Turkey's Central Bank Shows Its Independence

by: Max Loh


Turkey's central bank raised rates by 625 bps on Thursday in a "shock and awe" move that caught the market by surprise (and probably Erdogan too).

Is this sustainable? Unfortunately, no. Turkey is heavily reliant on foreign capital to sustain its economy, and a continued rate hike strategy will only raise borrowing costs for the country.

Turkey needs to balance its budgets, as Mark Mobius has stressed. All eyes will be on the details of its economic programme, which will be released in September.

So the Central Bank of the Republic of Turkey (CBRT) decided to break free from Erdogan's unique and pushy brand of economics, and raised interest rates by 625 bps to 24%. Just hours prior to the announcement, Erdogan had reiterated his stubborn stance against raising interest rates. This time however, the CBRT decided not to bow down to the president's pressure and influence, and did what it thought was necessary to stem weakness in the Lira.

This surprising show of independence caught the market by surprise, and pushed USD/TRY down to re-test the 6.00 handle, albeit briefly.

Economists had expected the CBRT to raise rates by 325 bps to 21%, according to Bloomberg estimates. 625 bps was a "shock and awe" strategy aimed to drive speculative shorts out of the Lira, and it did work.

So is it all fine and dandy in Turkey now? What next?

Turkey would only need to look across the Atlantic Ocean to see the Argentine Peso continuing to flounder, despite best efforts by its central bank to defend the currency. Argentina's benchmark interest rate now stands at 60%, but the Peso continues to plumb new depths. USD/ARS closed the week at unprecedented levels, and it seems not even traditional (read: non-Erdogan) economics might stop the Peso rout.

The main issue with Turkey, as I had previously described in "Turkey Caught Between A Rock And A Hard Place", is that the country is struggling to contend with doing what is right for the economy and at the same time, distracting issues that are geopolitical in nature. Trump's punitive tariffs on Turkey's exports will continue to bite, and may yet worsen along with the POTUS' relationship with Erdogan. Unlike Argentina, Turkey cannot seek help from the IMF, as the US sits on the board of the organisation and would potentially have a say in the reforms Turkey has to go through - an awkward position Erdogan would surely want to avoid placing himself in.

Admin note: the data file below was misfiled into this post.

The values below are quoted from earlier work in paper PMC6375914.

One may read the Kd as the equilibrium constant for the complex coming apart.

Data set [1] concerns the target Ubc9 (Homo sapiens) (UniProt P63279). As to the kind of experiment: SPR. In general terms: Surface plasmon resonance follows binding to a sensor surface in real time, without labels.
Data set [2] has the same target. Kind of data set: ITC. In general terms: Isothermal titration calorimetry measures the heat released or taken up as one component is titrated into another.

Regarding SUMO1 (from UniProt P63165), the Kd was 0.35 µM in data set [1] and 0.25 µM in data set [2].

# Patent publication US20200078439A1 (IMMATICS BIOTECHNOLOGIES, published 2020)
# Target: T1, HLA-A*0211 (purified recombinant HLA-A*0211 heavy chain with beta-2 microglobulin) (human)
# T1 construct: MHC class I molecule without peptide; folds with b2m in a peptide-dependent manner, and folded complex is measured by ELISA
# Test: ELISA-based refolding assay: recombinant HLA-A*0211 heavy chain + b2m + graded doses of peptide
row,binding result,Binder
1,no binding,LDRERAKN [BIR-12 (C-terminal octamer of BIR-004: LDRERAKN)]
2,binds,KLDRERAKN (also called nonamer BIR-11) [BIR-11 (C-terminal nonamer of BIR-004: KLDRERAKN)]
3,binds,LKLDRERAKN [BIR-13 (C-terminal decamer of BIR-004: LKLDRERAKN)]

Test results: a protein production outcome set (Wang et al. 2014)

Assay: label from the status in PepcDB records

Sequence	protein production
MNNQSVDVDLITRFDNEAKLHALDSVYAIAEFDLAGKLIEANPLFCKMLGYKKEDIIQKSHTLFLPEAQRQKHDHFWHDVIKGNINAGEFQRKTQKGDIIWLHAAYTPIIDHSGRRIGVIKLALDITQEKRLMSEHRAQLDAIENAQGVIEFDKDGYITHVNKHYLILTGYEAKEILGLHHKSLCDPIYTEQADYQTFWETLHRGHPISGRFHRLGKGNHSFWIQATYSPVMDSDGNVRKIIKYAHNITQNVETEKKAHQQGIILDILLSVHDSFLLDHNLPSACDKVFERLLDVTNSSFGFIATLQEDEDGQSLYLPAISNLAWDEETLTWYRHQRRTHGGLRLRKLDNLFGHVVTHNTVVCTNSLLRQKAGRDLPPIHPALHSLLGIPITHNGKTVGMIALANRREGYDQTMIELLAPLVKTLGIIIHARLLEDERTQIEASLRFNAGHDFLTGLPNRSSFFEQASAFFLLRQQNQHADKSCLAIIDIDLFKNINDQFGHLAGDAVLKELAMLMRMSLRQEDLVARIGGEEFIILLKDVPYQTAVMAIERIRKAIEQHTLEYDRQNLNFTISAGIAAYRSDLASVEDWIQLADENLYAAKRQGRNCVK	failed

This probably left the CBRT with the slightly uncomfortable decision to bypass Erdogan and raise interest rates on Thursday. What if the currency weakness does not stop? Can the CBRT continue to resort to raising interest rates further? Unfortunately, no, this is unsustainable.

On 15 August, when USD/TRY was trading around current levels, ANZ released the figures below, where Turkey's foreign currency external debt as a % of their GDP stood close to 90%, taking into account exchange rates then. Even without the weakness in the Lira, the figure stands close to a whopping 50%. Argentina's external debt as a % of GDP stands at a more palatable 37% in comparison, based on 2017 data.

What this means is that Turkey's economy is highly reliant on foreign capital to achieve its 5-7% annual growth rate, a stellar number even by emerging market standards. Emerging market stalwarts like Brazil and India can only boast of a 0.2% and 1.9% annual growth rate respectively.

Hiking interest rates to stem currency weakness will lead to higher borrowing costs for corporates in Turkey, which will most likely lead to a tide of deleveraging and slower economic growth. This is a vicious cycle, as slower economic growth would take the shine off Turkey for foreign investors, not to mention the amount of time it might take for foreign investors to regain their confidence in Turkey following this fracas in 2018. Turkey may well face difficulties gaining access to credit markets, especially if credit rating agencies continue to cut its ratings further into junk territory. All this, without mentioning the possibility of further weakness in the Lira, which might cause inflation to spin out of control. Consumer prices rose to a 15-year high of 17.9% in August.

As Mark Mobius has warned, raising interest rates for Turkey is not the solution. The country has to balance its budgets to restore confidence in the economy. According to Trading Economics, Turkey is running a current account deficit of 5.5% of its GDP, and a government budget deficit of 1.5% of its GDP. These numbers will look worse if the country's GDP falls, or if it enters a recession.

All eyes will be on the details of Turkey's medium term programme, set to be released in September. The programme will guide the country's economic strategy and budget from 2019 to 2021. Already, there has been talk that the government will aim to cut back on unnecessary expenditures and to identify fields of strategic growth to focus on. The devil will be in the details. Amidst a backdrop of tariffs imposed by the US, a sound economic strategy with fiscal discipline will be of utmost importance.

Disclosure: I/we have no positions in any stocks mentioned, and no plans to initiate any positions within the next 72 hours.

I wrote this article myself, and it expresses my own opinions. I am not receiving compensation for it (other than from Seeking Alpha). I have no business relationship with any company whose stock is mentioned in this article.